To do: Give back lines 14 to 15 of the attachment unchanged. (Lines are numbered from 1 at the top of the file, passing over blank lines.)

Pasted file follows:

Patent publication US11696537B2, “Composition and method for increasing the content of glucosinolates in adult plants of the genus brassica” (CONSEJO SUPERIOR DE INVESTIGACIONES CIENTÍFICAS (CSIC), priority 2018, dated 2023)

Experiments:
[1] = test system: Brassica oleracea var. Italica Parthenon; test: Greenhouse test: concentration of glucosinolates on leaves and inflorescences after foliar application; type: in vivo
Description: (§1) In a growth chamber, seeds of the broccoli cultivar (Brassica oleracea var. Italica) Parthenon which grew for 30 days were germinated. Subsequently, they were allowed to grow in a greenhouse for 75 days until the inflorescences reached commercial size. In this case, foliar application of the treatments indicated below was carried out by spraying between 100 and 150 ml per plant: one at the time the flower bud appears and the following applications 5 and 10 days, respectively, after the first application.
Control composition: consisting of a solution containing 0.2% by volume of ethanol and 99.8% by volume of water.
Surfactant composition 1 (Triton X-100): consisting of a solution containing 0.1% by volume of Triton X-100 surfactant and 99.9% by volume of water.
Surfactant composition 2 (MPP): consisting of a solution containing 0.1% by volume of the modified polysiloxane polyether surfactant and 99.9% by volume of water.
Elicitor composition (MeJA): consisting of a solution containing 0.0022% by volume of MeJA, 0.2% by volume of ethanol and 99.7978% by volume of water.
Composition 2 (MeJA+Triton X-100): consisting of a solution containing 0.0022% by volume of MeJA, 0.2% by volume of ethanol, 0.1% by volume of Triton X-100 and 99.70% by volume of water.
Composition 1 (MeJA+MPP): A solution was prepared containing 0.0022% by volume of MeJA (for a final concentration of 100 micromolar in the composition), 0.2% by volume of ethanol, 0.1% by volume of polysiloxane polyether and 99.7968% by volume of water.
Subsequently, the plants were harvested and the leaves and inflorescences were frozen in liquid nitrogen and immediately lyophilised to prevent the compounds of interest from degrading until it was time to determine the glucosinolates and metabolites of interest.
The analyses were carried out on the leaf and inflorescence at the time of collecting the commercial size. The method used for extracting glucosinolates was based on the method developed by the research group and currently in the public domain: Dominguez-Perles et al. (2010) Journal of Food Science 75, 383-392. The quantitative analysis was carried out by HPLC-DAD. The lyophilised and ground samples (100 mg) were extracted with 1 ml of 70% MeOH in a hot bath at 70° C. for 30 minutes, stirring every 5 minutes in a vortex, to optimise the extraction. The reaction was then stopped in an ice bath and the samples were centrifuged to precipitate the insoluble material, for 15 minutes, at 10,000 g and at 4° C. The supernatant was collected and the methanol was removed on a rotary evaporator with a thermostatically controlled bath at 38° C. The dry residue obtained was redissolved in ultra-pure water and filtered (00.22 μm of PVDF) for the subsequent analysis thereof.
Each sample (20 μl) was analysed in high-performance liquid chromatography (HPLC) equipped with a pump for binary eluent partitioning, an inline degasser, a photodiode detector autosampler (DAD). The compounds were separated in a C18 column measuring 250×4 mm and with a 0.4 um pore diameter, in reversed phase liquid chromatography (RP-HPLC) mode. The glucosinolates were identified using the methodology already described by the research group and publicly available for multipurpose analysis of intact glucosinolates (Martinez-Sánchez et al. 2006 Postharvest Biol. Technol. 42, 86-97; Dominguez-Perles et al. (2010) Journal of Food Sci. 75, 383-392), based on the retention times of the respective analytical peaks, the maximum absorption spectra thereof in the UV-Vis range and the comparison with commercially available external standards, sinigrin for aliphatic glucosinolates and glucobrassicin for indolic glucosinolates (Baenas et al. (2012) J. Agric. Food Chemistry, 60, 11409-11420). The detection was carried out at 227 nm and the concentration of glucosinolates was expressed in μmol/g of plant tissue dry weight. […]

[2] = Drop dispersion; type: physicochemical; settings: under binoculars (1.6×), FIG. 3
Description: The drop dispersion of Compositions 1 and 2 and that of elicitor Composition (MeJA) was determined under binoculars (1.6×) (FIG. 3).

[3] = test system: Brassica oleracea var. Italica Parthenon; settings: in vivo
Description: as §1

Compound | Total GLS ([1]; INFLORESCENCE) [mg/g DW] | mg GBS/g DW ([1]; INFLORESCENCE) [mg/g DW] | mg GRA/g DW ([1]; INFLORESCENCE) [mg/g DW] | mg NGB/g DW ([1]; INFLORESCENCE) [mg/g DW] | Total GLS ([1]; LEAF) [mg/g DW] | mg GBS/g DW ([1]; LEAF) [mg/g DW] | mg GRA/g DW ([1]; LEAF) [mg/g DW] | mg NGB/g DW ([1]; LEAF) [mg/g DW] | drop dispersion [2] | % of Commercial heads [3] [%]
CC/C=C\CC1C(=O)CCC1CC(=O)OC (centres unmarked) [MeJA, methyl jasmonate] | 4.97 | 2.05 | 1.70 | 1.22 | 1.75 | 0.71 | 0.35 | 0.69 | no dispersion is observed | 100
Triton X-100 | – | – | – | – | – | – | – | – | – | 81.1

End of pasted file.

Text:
[2] = Drop dispersion; type: physicochemical; settings: under binoculars (1.6×), FIG. 3
Description: The drop dispersion of Compositions 1 and 2 and that of elicitor Composition (MeJA) was determined under binoculars (1.6×) (FIG. 3).